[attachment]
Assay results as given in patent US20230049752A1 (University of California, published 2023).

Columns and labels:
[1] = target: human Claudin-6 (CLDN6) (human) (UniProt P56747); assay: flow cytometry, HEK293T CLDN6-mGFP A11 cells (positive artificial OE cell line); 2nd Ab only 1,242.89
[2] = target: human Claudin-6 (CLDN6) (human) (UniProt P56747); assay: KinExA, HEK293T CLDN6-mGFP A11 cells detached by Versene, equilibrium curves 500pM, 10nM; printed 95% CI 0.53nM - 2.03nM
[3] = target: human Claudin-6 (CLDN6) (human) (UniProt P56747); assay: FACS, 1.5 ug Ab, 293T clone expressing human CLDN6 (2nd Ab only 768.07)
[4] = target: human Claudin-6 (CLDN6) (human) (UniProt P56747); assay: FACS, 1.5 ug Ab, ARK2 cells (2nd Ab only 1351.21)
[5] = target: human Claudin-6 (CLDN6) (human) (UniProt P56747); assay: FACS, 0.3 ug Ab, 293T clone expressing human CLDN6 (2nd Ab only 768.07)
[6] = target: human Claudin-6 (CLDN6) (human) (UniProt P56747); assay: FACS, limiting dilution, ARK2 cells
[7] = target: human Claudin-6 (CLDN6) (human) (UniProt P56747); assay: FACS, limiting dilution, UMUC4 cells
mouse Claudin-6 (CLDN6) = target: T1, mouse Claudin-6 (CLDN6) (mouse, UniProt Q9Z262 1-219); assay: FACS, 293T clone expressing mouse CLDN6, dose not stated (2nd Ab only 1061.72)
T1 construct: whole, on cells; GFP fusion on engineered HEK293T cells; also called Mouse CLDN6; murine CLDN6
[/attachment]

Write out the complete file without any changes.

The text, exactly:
Assay results as given in patent US20230049752A1 (University of California, published 2023).

Columns and labels:
[1] = target: human Claudin-6 (CLDN6) (human) (UniProt P56747); assay: flow cytometry, HEK293T CLDN6-mGFP A11 cells (positive artificial OE cell line); 2nd Ab only 1,242.89
[2] = target: human Claudin-6 (CLDN6) (human) (UniProt P56747); assay: KinExA, HEK293T CLDN6-mGFP A11 cells detached by Versene, equilibrium curves 500pM, 10nM; printed 95% CI 0.53nM - 2.03nM
[3] = target: human Claudin-6 (CLDN6) (human) (UniProt P56747); assay: FACS, 1.5 ug Ab, 293T clone expressing human CLDN6 (2nd Ab only 768.07)
[4] = target: human Claudin-6 (CLDN6) (human) (UniProt P56747); assay: FACS, 1.5 ug Ab, ARK2 cells (2nd Ab only 1351.21)
[5] = target: human Claudin-6 (CLDN6) (human) (UniProt P56747); assay: FACS, 0.3 ug Ab, 293T clone expressing human CLDN6 (2nd Ab only 768.07)
[6] = target: human Claudin-6 (CLDN6) (human) (UniProt P56747); assay: FACS, limiting dilution, ARK2 cells
[7] = target: human Claudin-6 (CLDN6) (human) (UniProt P56747); assay: FACS, limiting dilution, UMUC4 cells
mouse Claudin-6 (CLDN6) = target: T1, mouse Claudin-6 (CLDN6) (mouse, UniProt Q9Z262 1-219); assay: FACS, 293T clone expressing mouse CLDN6, dose not stated (2nd Ab only 1061.72)
T1 construct: whole, on cells; GFP fusion on engineered HEK293T cells; also called Mouse CLDN6; murine CLDN6